Health Insurance Literacy Linked to Financial Hardship for Cancer Patients


Patients with cancer have lower odds of economic hardship in the event that they have higher medical health insurance literacy, based on a study published in JAMA Network Open.

Researchers enrolled 404 cancer patients from 2 ambulatory infusion centers on this cross-sectional survey study.

The team assessed each patient’s perspective about their financial situation with the 12-item Comprehensive Rating for Financial Toxicity-Functional Assessment of Chronic Illness Therapy (COST-FACIT) and the National Health Interview Survey. The assessment touched on 3 different hardship domains: material, psychological, and behavioral.

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The researchers also used the Health Insurance Literacy Measure (HILM) to learn more concerning the patients’ ability to pick and use medical health insurance. And the team assessed financial literacy of the participants with the National Financial Capability Study.

The proportion of patients with financial hardship was 49% based on COST–FACIT rating but 68% based on the National Health Interview Survey results. Two-thirds of patients (66%) had high financial literacy, and the mean HILM rating was 64.9 points.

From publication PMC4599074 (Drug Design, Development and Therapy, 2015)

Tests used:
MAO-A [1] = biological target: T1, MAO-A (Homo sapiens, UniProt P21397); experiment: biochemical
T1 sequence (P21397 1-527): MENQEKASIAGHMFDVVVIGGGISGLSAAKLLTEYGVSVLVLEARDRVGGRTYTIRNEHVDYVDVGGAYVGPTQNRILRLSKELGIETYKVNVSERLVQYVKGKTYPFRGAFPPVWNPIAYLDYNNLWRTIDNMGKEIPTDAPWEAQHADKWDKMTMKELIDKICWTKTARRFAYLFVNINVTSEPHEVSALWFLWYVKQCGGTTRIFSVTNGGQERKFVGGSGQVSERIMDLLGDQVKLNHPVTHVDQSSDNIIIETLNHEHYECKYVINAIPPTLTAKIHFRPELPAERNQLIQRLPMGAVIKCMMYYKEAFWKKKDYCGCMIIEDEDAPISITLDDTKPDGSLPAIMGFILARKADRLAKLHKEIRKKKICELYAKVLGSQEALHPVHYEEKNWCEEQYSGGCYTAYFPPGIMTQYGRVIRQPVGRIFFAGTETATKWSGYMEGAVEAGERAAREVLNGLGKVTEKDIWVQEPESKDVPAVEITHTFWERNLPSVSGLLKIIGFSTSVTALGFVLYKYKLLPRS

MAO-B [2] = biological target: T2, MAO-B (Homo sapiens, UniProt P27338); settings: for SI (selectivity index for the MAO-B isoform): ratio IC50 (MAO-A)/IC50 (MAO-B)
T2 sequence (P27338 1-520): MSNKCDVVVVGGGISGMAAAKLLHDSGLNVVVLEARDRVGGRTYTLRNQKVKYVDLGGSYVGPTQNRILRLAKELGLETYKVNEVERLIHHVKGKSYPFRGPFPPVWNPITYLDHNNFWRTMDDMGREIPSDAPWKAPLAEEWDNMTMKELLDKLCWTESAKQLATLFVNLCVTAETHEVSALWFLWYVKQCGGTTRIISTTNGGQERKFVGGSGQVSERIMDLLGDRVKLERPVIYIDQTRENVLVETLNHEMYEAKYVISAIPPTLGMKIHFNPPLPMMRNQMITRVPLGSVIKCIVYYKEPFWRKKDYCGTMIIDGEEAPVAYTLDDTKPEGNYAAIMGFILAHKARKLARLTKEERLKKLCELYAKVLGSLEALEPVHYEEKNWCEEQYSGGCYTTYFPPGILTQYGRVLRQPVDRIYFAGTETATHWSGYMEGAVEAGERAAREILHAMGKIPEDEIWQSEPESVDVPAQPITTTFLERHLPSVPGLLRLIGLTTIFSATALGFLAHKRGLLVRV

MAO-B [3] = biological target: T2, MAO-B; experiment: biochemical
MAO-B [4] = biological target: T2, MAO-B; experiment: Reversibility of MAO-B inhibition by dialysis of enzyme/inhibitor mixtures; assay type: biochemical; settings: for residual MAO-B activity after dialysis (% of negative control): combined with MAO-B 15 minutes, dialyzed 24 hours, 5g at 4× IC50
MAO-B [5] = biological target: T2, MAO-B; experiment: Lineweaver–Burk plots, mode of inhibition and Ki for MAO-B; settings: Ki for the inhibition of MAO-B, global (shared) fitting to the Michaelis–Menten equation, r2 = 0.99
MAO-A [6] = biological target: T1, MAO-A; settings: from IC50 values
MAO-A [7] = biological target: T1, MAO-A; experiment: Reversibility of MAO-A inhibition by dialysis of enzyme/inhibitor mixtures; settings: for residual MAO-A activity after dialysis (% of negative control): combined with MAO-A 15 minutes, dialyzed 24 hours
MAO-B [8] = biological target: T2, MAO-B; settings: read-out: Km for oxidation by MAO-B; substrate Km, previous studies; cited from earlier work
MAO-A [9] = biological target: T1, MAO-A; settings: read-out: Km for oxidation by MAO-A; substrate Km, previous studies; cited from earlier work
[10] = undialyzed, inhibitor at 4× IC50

The researchers found that, in multivariable analyses, each 10-point increase in HILM rating was related to significantly lower odds of economic hardship (odds ratio, 0.82; 95% CI, 0.68-0.99; P =.04). Nevertheless, the association was now not significant when the researchers adjusted for financial literacy.

The researchers noted that this study was limited by a comparatively small sample size and the incontrovertible fact that participants were self-reporting data, which could have introduced recall and reporting biases. The researchers also noted that patients with higher medical health insurance and financial literacy could have been more motivated to reply to the surveys. As well as, just one quarter of the participants were members of racial and ethnic minority groups, which can further limit the generalizability of the outcomes to a broad, increasingly diverse population.

Nevertheless, the researchers concluded that their findings could be useful in creating tailored interventions for diverse populations in the long run, given how overwhelming a cancer diagnosis may be with the extra stress of the financial elements.

“On this survey study, increased medical health insurance literacy was related to lower odds of economic hardship especially affecting the fabric and behavioral domains,” the researchers concluded.  “We also found that top financial literacy may help to mitigate the opposed outcomes related to lower medical health insurance literacy.”


Khera N, Zhang N, Hilal T, et al. Association of medical health insurance literacy with financial hardship in patients with cancer. JAMA Netw Open. 2022;5(7):e2223141. doi:10.1001/jamanetworkopen.2022.23141

This text originally appeared on Oncology Nurse Advisor


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